Three Horns get drafted
There were truly no surprises for Texas' NFL Draft prospects on Saturday, other than the reminder that the Longhorns' 2012 class of draftees was remarkably thin.
Keenan Robinson to the Washington Redskins. Emmanuel Acho to the Cleveland Browns. Kheeston Randall is a Miami Dolphin. That's it and that's all.
For only the second time since 1990, no Longhorns were picked in the draft's first three rounds. This group was Texas' thinnest draft class since sixth-round pick Cedric Woodward was UT's only selected player in 2000.
Still, it was a day they'd long been looking forward to. For Robinson, the good news came early in the day.
The linebacker heard his name called in the fourth round as the No. 119th overall pick, and he'll get a chance to reunite with former Longhorn and two-time Pro Bowler Brian Orakpo in Washington.
Robinson, at 6-foot-3 and 243 pounds, will likely play outside linebacker in the Redskins' 3-4 defense. Orakpo and 2011 first-rounder Ryan Kerrigan are firmly entrenched in their starting jobs as Washington's outside linebackers.
The Plano, Texas, native started 39 career games at Texas and earned second-team All-Big 12 and Holiday Bowl Defensive MVP honors last season. He recorded 105 total tackles (nine for loss) and broke up six passes as a senior.
Following Robinson's selection, ESPN draft analyst Todd McShay called Robinson's measurables "phenomenal" but said he didn't think the linebacker reached his potential during his time at Texas.
"I thought early in his career he had star potential, and then he never really improved," McShay said. "He can get from sideline to sideline with the best of them. I think he's one of the best athletes at the linebacker position in this year's class."
It was a long day for Texas' other draftees once Robinson went off the board. More than four hours later, Acho was finally selected late in the sixth round.
Acho was picked by the Cleveland Browns with the 34th pick in the sixth round, and Randall went to the Miami Dolphins 11 picks later in the seventh.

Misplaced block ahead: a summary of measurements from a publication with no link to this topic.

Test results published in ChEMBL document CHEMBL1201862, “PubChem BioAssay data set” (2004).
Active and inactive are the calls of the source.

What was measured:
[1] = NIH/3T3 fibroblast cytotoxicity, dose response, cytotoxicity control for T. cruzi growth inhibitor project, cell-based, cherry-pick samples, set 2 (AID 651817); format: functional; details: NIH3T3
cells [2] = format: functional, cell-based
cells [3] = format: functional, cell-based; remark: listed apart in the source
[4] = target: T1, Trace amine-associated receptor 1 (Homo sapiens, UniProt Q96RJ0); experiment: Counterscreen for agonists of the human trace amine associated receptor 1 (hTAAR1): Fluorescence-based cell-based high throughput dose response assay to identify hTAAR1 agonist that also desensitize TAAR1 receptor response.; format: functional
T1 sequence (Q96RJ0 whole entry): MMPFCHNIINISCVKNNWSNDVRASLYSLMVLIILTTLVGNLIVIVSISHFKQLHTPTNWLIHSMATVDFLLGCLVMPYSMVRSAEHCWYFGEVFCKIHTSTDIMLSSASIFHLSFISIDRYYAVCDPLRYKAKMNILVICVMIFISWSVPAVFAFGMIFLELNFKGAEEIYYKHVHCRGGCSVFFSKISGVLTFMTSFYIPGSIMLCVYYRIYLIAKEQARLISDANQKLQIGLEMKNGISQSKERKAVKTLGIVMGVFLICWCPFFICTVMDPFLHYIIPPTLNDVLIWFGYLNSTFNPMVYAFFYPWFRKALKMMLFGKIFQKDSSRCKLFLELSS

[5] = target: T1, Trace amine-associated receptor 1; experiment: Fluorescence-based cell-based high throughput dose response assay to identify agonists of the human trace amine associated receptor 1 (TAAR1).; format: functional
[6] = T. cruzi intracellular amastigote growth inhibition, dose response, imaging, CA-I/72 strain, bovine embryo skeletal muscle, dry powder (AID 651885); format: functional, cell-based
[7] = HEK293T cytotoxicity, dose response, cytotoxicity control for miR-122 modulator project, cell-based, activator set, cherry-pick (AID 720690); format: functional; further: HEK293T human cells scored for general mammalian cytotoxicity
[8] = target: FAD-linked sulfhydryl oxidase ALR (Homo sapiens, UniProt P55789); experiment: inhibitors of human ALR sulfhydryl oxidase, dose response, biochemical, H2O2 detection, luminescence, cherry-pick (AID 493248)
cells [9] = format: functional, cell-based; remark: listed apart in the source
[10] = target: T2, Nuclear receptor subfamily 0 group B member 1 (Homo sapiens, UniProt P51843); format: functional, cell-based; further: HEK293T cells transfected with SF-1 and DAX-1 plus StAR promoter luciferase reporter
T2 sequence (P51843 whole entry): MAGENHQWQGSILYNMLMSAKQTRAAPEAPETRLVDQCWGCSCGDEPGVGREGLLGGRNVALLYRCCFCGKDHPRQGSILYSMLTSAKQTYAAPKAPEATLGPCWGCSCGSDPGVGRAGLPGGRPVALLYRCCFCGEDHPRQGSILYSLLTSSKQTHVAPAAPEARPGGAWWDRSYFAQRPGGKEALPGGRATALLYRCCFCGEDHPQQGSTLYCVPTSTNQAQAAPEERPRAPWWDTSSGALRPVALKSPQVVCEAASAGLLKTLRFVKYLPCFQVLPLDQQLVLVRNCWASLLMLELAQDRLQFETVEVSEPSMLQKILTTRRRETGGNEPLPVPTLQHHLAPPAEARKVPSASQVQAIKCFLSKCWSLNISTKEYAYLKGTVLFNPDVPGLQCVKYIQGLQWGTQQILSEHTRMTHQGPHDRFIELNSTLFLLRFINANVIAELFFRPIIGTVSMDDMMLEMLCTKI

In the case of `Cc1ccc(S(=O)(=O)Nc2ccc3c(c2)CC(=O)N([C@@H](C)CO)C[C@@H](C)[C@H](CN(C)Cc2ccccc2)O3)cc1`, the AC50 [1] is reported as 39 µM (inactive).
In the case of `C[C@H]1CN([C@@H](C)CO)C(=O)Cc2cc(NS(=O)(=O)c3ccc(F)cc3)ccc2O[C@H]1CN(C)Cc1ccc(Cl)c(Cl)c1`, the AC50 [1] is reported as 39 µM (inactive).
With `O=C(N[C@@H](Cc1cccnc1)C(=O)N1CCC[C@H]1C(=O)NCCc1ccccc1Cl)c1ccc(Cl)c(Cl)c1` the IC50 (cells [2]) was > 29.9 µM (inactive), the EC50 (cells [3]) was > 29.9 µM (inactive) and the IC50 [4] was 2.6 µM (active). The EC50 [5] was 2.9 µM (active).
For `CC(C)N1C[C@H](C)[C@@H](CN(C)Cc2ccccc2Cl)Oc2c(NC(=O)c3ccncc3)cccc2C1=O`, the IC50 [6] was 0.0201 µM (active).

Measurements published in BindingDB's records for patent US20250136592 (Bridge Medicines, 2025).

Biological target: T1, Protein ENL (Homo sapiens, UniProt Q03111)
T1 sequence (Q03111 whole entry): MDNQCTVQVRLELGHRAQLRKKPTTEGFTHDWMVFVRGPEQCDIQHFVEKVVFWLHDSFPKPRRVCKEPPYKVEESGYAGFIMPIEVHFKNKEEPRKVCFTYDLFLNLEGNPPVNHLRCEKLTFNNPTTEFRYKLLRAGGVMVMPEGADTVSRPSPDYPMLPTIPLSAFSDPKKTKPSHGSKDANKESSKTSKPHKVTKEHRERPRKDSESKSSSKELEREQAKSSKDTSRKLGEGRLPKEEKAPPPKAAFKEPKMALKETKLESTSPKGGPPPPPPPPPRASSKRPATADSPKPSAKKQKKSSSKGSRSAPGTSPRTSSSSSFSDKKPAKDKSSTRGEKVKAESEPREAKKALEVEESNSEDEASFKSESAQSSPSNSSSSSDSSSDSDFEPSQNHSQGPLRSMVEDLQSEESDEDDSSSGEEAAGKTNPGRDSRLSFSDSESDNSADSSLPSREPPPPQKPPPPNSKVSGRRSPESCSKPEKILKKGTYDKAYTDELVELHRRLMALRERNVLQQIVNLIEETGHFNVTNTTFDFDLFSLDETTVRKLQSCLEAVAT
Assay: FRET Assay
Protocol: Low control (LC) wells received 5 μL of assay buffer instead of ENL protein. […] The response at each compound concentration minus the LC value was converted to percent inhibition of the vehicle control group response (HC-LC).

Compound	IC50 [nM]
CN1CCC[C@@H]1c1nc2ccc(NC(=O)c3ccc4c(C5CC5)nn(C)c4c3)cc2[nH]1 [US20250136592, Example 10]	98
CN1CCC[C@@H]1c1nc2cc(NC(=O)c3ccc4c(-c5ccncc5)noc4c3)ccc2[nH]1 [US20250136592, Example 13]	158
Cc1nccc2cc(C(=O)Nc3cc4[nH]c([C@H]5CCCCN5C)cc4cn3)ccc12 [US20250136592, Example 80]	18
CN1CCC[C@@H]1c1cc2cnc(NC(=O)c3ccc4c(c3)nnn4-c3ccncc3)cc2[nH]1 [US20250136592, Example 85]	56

The 6-foot-1, 238-pound inside linebacker joins Cleveland with the hopes of backing up middle linebacker D'Qwell Jackson, a six-year veteran who led the Browns in tackles last season.
Acho earned All-Big 12 honors as senior after leading Texas with 131 total tackles (19 for loss). But he recorded only three sacks -- a stat that hurt his draft stock in the eyes of ESPN draft expert Mel Kiper Jr.
"He's strong, quick and very experienced," Kiper said. "He put up numbers. The only problem is, not a lot of impact plays. ... Too many games, I though, where he wasn't dominant as his numbers and physical talent suggest he should've been."
Sack totals were also a concern for Randall, who went to Miami with the eighth pick of the seventh round. He recorded only four sacks in his 35 career starts at UT, a factor that McShay cited as a reason for his drop in the draft.
"When he gets a gap and has an opportunity, he can absolutely disrupt in the backfield, penetrate, make a lot of plays," McShay said. "But the thing is, he doesn't make many plays in the passing game. He disappears. He only had four sacks in three years as a starter."
The 6-foot-4, 293-pound tackle was a second-team All-Big 12 selection after recording 34 tackles (five for loss) as a senior. A Texas defensive lineman had been selected in the NFL Draft each of the past seven years.
"Kheeston Randall made more improvement last year than maybe any player we've seen at defensive tackle," Texas coach Mack Brown said in a statement. "He became a force on the inside and he and our two linebackers are really going to be hard to replace."
A handful of former Longhorns will hope to land free agent deals on Sunday evening for a chance to compete for a roster spot in training camps. Among those notables who went undrafted were running back Fozzy Whittaker, safety Blake Gideon, fullback Cody Johnson and kicker Justin Tucker.
MORE COLLEGE FOOTBALL HEADLINES
- N'western players set for historic union vote
- Texas LB apologizes for calling Baylor 'trash'
- Paterno to have new statue in State College
- Plan would give big conferences more say